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Security guard involved in Pokemon Go shooting appears in court

Security guard charged in Pokemon Go shooting death in court

1. Police say Chen was sitting in his minivan in a parking lot when he was shot by the security guard after an altercation . Chen’s family has said the man was playing Pokemon Go. In April, Cromwell’s attorney asked to be removed from the case2, citing a deteriorating level of trust and a lack of communication .

The judge granted the request, and Cromwell was assigned a court-appointed attorney.

Cromwell has remained in jail since his arrest.

2017 WVEC-TV

References

  1. ^ January killing of Jiansheng Chen (www.13newsnow.com)
  2. ^ asked to be removed from the case (www.13newsnow.com)

Kromek’s DS3-ID security devices used on Trump’s visit to Brussels

Kromek Group PLC1 (LON:KMK2) has picked up some useful publicity with the news its radiation technology has been used at high profile political events.

Kromek s next generation standalone radiation detector, D3S-ID, was deployed by the European Commission s Counter Terrorism Unit of Directorate General for Home Affairs in Brussels.

The D3S-ID was part of security operations deployed during the NATO Security Summit and the US President, Donald Trump’s visit to Brussels last month, Kromek revealed.

Kromek was informed that the deployment was successful and its radiation detection systems performed well and met the desired high standards for accuracy and efficiency.

“We were pleased that the deployment was successful and that our detectors achieved the necessary high standards .

We look forward to continuing our work with the European Commission, DARPA and other national law enforcement agencies to deploy our best-of-breed radiation detectors to protect people and property,” said Dr Arnab Basu, chief executive officer of Kromek.

READ Kromek predicts ‘step-change’ in revenue growth as demand for detectors builds3

References

  1. ^ Kromek Group PLC (www.proactiveinvestors.co.uk)
  2. ^ LON:KMK (www.proactiveinvestors.co.uk)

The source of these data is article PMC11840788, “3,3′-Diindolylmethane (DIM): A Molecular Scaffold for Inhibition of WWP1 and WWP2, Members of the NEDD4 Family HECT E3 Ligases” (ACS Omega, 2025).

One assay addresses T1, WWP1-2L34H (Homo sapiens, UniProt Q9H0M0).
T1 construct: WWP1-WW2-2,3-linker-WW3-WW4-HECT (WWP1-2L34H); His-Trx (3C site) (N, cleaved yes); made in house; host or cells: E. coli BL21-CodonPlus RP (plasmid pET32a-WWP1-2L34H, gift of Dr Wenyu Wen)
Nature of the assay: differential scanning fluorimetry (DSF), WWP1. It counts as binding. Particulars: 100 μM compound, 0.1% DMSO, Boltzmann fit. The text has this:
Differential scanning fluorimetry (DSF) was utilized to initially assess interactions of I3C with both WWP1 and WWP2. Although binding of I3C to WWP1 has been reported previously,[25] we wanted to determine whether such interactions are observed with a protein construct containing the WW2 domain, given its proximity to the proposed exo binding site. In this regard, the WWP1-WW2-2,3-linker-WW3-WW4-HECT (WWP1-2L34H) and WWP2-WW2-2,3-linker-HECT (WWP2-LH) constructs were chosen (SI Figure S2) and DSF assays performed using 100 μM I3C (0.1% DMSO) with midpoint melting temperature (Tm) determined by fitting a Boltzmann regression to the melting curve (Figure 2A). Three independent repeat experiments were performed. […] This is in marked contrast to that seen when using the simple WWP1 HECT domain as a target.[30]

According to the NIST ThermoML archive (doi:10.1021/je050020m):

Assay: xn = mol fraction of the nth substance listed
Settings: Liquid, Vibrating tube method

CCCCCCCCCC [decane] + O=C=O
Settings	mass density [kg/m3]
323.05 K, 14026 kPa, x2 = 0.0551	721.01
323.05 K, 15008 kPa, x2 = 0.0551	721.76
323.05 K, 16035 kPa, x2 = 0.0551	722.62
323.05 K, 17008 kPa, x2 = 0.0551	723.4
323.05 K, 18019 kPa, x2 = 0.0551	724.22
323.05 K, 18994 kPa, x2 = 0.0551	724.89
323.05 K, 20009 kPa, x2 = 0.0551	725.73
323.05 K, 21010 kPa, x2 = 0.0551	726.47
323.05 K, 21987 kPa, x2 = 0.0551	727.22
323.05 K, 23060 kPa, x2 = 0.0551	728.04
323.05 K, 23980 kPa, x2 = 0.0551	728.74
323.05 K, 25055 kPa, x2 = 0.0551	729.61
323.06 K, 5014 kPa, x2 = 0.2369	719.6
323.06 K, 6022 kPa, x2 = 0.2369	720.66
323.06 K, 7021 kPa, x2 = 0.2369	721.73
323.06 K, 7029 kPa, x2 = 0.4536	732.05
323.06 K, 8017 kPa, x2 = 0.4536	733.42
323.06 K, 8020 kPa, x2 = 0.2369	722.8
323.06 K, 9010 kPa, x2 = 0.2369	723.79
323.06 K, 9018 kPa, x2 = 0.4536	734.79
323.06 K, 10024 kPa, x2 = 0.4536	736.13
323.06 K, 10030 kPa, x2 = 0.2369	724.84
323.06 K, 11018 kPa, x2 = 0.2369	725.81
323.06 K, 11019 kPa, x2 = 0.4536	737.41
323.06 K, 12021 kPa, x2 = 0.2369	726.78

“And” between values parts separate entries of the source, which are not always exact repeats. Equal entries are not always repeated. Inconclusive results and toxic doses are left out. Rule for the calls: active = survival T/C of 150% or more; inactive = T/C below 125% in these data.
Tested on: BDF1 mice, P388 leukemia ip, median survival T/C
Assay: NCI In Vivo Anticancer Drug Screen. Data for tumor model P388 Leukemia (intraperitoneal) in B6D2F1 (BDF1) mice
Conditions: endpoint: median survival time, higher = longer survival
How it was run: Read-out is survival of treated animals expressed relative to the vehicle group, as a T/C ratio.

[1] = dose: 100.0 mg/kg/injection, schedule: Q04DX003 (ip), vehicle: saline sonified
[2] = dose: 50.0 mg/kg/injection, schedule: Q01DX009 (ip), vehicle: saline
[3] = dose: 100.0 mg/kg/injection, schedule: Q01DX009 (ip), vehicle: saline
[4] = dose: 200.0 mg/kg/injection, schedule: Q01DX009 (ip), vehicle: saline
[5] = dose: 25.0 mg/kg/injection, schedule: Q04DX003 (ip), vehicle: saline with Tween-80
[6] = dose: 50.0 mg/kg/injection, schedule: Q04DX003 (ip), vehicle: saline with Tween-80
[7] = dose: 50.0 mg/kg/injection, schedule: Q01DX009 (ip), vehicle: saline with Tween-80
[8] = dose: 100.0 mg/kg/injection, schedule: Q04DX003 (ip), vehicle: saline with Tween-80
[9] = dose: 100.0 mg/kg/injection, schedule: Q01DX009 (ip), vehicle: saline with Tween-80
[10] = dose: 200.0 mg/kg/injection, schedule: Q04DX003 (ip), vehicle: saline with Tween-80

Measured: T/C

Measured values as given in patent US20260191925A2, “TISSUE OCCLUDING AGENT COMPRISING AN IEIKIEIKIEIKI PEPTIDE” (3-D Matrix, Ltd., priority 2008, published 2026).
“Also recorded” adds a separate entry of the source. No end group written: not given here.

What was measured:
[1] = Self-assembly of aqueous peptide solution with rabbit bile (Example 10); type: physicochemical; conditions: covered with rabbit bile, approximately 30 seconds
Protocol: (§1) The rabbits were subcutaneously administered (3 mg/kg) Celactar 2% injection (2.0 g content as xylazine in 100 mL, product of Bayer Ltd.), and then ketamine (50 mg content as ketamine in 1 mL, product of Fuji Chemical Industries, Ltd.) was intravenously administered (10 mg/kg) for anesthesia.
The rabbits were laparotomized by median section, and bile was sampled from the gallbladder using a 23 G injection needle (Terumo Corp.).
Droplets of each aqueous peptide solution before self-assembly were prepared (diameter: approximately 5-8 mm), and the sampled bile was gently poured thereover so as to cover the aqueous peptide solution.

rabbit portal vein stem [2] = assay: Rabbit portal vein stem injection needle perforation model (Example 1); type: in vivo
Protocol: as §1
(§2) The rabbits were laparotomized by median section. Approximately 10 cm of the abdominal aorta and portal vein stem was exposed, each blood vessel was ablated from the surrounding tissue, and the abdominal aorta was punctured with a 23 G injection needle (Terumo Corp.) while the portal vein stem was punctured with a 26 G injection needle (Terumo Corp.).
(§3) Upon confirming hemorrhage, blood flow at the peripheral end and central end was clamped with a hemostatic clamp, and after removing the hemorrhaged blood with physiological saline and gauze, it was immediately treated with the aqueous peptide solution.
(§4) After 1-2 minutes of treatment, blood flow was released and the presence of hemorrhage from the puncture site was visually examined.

3. ^ Kromek predicts ‘step-change’ in revenue growth as demand for detectors builds (www.proactiveinvestors.co.uk)

Persirai: Mirai-a-like malware is your latest IoT security worry

Persirai: Mirai-a-like Malware Is Your Latest IoT Security Worry

Persirai malware has infected 120,000 Chinese-made IP cams

IT IS A WEDNESDAY, so it will come as no surprise that there’s a new Internet of Things (IoT) threat dong the rounds. Trend Micro has uncovered this latest threat, dubbed Persirai, which has reportedly been infecting Chinese-made wireless cameras for around a month now. The Mirai-like threat1, which is said to have infected 120,000 IP cameras so far, exploits flaws in the cameras that a security researcher reported back in March, Trend Micro claims2.

What’s more, owners of affected cameras unlikely will know that they have been affected, which the security firm says “makes it significantly easier for the perpetrators behind the malware to gain access to the IP Camera web interface via TCP Port 81.”

“IP cameras typically use Universal Plug and Play (UPnP), which are network protocols that allow devices to open a port on the router and act like a server, making them highly visible targets for IoT malware,” the researchers explained.

Related: BrickerBot malware threatens to brick insecure IoT devices3

Once a hacker logs into the interface, he or she can then carry out a command injection to force the IP camera to connect to a download site to issue commands that download and execute malicious shell scripts . After the samples are downloaded, the Persirai malware deletes itself and runs only in memory.

“After receiving commands from the server, the IP Camera will then start automatically attacking other IP Cameras by exploiting a zero-day vulnerability that was made public a few months ago,” Trend Micro notes.

“Attackers exploiting this vulnerability will be able to get the password file from the user, providing them the means to do command injections regardless of password strength.”

Trend Micro warns that owners of a Chinese-made wireless camera should be on guard and should make sure that they are not using the default password. However, the real problem is the maker of these cameras, the security firm adds.

“The burden of IoT security does not rest on the user alone it’s also dependent on the vendors themselves, as they should be the ones responsible for making sure that their devices are secure and always updated,” Trend Micro concludes.

References

  1. ^ Mirai: Windows Trojan helps hackers infect Linux-based devices with IoT malware (www.theinquirer.net)
  2. ^ Trend Micro (blog.trendmicro.com)
  3. ^ BrickerBot: Mirai-like malware threatens to brick insecure IoT devices (www.theinquirer.net)